Rewiring the Addicted Brain Through a Psychobiological Model of Physical Exercise

Conclusion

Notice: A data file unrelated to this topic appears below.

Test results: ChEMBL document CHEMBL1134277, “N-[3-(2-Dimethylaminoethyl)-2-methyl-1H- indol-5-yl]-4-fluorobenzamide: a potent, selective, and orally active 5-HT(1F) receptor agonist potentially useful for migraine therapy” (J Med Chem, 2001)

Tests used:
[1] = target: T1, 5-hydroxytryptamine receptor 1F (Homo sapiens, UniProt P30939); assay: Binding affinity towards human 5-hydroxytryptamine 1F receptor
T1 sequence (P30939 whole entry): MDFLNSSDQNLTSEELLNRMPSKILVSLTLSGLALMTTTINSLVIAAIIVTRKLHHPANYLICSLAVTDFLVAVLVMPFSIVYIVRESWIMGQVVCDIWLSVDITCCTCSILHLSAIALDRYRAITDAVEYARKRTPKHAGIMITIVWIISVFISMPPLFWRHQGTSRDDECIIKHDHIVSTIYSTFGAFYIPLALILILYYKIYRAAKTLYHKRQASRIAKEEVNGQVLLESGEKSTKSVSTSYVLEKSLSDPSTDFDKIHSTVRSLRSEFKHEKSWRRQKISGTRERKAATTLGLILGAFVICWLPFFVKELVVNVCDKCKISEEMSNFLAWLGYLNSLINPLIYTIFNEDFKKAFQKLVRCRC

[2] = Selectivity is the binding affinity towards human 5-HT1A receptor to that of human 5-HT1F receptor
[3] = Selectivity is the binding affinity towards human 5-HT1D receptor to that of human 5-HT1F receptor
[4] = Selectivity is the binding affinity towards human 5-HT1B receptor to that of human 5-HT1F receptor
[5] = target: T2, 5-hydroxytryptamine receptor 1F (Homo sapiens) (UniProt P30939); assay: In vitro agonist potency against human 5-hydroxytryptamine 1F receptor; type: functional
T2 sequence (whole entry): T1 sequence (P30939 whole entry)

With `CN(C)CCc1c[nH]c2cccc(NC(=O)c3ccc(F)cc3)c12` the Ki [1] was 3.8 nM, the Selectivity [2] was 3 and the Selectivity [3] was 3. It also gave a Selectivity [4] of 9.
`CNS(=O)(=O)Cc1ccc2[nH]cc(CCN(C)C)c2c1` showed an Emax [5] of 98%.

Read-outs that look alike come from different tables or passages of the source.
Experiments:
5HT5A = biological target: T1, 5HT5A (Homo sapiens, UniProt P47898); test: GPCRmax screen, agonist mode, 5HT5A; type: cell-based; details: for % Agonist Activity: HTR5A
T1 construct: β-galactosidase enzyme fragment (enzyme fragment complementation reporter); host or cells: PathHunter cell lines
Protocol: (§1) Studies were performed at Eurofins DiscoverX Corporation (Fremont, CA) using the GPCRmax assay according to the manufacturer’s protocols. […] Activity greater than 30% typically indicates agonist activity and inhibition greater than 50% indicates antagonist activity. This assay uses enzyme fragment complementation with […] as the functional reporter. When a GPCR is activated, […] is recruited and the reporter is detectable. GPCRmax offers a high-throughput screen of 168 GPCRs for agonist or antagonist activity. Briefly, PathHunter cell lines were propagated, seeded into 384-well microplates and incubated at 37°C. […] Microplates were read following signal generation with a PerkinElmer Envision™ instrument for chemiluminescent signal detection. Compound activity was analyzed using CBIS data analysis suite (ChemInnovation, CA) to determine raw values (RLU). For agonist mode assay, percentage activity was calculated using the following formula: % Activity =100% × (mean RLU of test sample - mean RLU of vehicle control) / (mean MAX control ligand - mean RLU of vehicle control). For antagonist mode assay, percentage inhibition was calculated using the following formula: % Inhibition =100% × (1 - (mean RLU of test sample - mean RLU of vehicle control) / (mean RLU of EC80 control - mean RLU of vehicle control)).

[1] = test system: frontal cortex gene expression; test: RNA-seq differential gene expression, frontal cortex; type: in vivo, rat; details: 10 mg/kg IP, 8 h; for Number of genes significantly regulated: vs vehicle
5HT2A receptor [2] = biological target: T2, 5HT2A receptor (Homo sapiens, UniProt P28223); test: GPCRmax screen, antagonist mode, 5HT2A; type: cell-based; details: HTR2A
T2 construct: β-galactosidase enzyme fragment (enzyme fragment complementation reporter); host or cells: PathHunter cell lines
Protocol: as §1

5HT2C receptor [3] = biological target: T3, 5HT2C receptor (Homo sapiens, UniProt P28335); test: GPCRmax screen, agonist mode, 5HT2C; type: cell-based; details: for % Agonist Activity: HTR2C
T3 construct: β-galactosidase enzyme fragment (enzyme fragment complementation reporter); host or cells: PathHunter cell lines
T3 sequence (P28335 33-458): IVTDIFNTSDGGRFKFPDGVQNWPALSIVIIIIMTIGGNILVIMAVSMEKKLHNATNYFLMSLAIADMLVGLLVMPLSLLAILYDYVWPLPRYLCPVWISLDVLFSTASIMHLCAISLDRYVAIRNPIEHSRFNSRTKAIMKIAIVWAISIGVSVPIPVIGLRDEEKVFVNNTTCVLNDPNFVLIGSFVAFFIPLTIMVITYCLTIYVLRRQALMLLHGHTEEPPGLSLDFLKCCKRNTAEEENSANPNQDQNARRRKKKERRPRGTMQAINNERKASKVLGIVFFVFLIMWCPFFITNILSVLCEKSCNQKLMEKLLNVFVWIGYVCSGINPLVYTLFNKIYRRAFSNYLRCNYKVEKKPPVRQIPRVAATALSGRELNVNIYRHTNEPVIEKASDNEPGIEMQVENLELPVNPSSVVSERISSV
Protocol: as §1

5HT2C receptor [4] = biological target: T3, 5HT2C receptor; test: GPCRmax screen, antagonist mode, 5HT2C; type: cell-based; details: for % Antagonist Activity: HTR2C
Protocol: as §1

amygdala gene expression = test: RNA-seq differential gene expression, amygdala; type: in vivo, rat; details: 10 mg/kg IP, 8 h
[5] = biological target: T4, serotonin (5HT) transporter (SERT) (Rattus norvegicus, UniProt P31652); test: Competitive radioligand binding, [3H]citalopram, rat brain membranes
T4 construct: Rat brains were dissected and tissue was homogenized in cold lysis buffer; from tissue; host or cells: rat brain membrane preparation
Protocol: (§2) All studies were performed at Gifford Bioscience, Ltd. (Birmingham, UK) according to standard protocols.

Despite the need for further prospective studies and clinical trials to test the efficacy of the psychobiological model of exercise as an intervention and treatment for SUD, physical exercise has been shown to be an effective and promising additional therapeutic tool for individuals with SUD. Here, we have described the brain areas affected by chronic substance use in patients with SUD as well as those improved by aerobic exercise. Some of these areas are primarily related to executive functions, which refer to a set of self-regulatory processes associated with the control of thoughts and behavior, including inhibitory control and decision-making. Therefore, in the same way that physical exercise is advised for treating other diseases, the neuroplasticity promoted by aerobic exercise may indicate its usefulness as a potential additional treatment for individuals with SUD. Specifically, these benefits may be seen in brain areas related to executive control, such as those areas involved in inhibition of drug-seeking behavior and impulsivity, as well as in decision-making regarding drug consumption. Furthermore, individuals with SUD who improve their fitness levels may enhance PFC function and cognition. These benefits should improve an individual’s ability to inhibit drug consumption behavior when exposed to environmental cues and, consequently, their ability to maintain abstinence. However, this is still a hypothesis, and further studies are necessary to provide evidence of the effectiveness of exercise on maintaining drug abstinence, specifically exercise of self-regulated intensity. Thus, we propose an integrative cognitive-psychobiological model of exercise for future research and provide practical guidance to optimize its potential benefits during rehabilitation programs.

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